Info about the author: Goodreads - Twitter - Website
Publisher: Tor Books
Age group: Adult
Buy the book: Amazon - Book Depository
Description (from Goodreads):
Kell is one of the last Travelers—rare magicians who choose a parallel universe to visit.
Grey London is dirty, boring, lacks magic, ruled by mad King George. Red London is where life and magic are revered, and the Maresh Dynasty presides over a flourishing empire. White London is ruled by whoever has murdered their way to the throne. People fight to control magic, and the magic fights back, draining the city to its very bones. Once there was Black London - but no one speaks of that now.
Officially, Kell is the Red Traveler, personal ambassador and adopted Prince of Red London, carrying the monthly correspondences between royals of each London. Unofficially, Kell smuggles for those willing to pay for even a glimpse of a world they’ll never see. This dangerous hobby sets him up for accidental treason. Fleeing into Grey London, Kell runs afoul of Delilah Bard, a cut-purse with lofty aspirations. She robs him, saves him from a dangerous enemy, then forces him to another world for her 'proper adventure'.
But perilous magic is afoot, and treachery lurks at every turn. To save all of the worlds, Kell and Lila will first need to stay alive — trickier than they hoped.
am not a big fantasy reader, mostly due to the fact that I often find it extremely hard to relate to the characters in fantastical settings that just feel so out of reach for me. With Harry Potter and Ready Player One as exceptions, all of my all time favorite books are somehow connected to reality and they all are titles that I can relate to on some sort of level. Because of my ever-present need to find characters and stories that I can insert myself into, stories that can make me feel something that I have felt in my own life or I can think of feeling, I have stuck to contemporary reads and character driven stories. Since I always associate fantasy with plot-driven storylines and excessive world-building, I have sort of distanced myself from it. But once in a while, the hype reaches me and I feel like I must venture out of my comfort zone to see what all the buzz is about.
A Darker Shade of Magic was my first V.E. Schwab read, but it definitely won't be my last. Very early on in the book, I noticed how character-driven it actually is and how well Schwab blends together world-building and character relationships, thus making it a book that someone who is not ordinarily a fantasy reader can really delve into as well. Schwab's fictional world is so imaginative and well-developed, yet it also left me questioning just the right amount, which means that I will definitely want to keep going with this series.
A Darker Shade of Magic follows Kell, a young magician with an ability to travel between the parallel universes and Lila, a young woman supporting herself through thievery while dreaming about a future as a pirate with her own ship. The parallel universes in the novel, Grey London, Red London, White London and Black London are all very distinctively described and build, though the reader is left with some questions, especially about Black London, which probably will be answered in the following novels within the series. I loved seeing the different Londons, first through the eyes of Kell, to whom they are part of his ordinary life. He is used to traveling between the different realities, seeing the different Royals in every parallel London. When his roads cross with Lila, seeing the Londons again through her eyes gives the locations new life and further prove Schwab's talent as a world builder and an excellent writer.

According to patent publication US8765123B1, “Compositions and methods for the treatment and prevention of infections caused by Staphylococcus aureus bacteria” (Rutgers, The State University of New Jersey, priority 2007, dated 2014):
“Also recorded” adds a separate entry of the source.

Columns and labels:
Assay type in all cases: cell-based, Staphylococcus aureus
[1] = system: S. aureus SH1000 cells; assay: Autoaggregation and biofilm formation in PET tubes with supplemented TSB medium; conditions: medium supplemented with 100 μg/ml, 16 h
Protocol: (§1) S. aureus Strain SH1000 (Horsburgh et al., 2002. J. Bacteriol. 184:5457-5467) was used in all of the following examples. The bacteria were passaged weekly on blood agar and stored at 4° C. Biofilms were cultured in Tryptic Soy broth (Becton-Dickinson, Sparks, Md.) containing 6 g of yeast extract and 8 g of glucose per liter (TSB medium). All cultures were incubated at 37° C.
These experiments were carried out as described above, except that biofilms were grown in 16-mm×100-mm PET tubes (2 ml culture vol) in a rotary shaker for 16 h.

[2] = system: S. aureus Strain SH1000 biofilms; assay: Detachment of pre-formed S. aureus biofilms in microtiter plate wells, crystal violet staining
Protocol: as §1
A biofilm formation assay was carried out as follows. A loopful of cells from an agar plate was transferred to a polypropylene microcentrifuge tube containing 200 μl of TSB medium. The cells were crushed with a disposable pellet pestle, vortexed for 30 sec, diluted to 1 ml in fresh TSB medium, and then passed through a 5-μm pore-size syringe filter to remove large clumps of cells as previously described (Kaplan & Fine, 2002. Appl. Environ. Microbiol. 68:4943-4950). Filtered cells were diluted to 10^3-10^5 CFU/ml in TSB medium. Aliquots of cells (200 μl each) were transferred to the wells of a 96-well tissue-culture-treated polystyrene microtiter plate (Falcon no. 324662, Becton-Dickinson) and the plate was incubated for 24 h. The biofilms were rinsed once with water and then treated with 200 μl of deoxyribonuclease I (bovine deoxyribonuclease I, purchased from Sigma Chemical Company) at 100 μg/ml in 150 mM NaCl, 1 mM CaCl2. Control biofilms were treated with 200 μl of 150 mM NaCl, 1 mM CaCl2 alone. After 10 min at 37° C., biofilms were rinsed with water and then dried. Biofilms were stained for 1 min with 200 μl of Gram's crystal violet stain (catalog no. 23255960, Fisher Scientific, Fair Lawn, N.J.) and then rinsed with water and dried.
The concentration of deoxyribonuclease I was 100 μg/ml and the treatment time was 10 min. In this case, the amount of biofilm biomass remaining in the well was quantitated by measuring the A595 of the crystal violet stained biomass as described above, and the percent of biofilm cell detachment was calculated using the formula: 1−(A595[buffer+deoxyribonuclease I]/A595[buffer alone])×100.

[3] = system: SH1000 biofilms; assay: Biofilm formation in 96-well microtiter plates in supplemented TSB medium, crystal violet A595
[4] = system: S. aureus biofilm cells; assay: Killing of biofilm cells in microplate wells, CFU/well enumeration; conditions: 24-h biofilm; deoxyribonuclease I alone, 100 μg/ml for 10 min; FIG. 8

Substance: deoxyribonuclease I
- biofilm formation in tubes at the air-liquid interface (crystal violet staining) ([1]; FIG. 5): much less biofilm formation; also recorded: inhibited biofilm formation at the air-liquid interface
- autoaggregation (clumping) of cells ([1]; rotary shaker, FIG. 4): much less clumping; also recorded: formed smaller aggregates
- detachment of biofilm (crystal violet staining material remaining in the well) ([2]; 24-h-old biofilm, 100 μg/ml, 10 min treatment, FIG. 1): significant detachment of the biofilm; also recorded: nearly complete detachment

Both Kell and Lila are such interesting, well-developed characters. They feel much older than they actually are, probably due to their difficult, eventful lives. Though Kell is treated by the Red London Royal family as a family member, he often feels like he is just an object for the family, a magical entity that they can use to prove their might. The exception is Rhy, the Prince of Red London, who Kell really seems as his brother. Rhy is such an interesting character – a bit of a playboy yet quite vulnerable and dependent on Kell. Lila's life at Grey London does not match the luxury of Kell's life within the Court – out of necessity, she has learned to take care of herself through thievery and mischieve. Lila is independent and strong and hungry for adventure. In short, she is one of those kickass characters that alone makes this book worth a read.
At points, A Darker Shade of Magic reads almost like a historical fiction piece, especially when it comes to the different Londons and their histories. I really hope this aspect is something that Schwab will further develop within the sequels that will follow. A Darker Shade of Magic wasn't a book that I was able to binge read on one sitting, just because it is so full of detail that I simply had to put it down at points to think about it.
Though A Darker a Shade of Magic did not convert me into a fantasy reader, it make me more open-minded about the possibilities of fantasy fiction. I definitely want to read Vicious now and I am certainly more open to reading more fantasy titles. Schwab is such a talented writer who has ability to weave into her stories history, cross-dressing thiefs who dream of pirate ships and magic while at the same time being able to be just a right amount of humoristic. I highly recommend this to everyone, especially those of you who like me usually shy away from fantasy.
Look how gorgeous the second cover looks. Too bad the UK covers are not as gorgeous.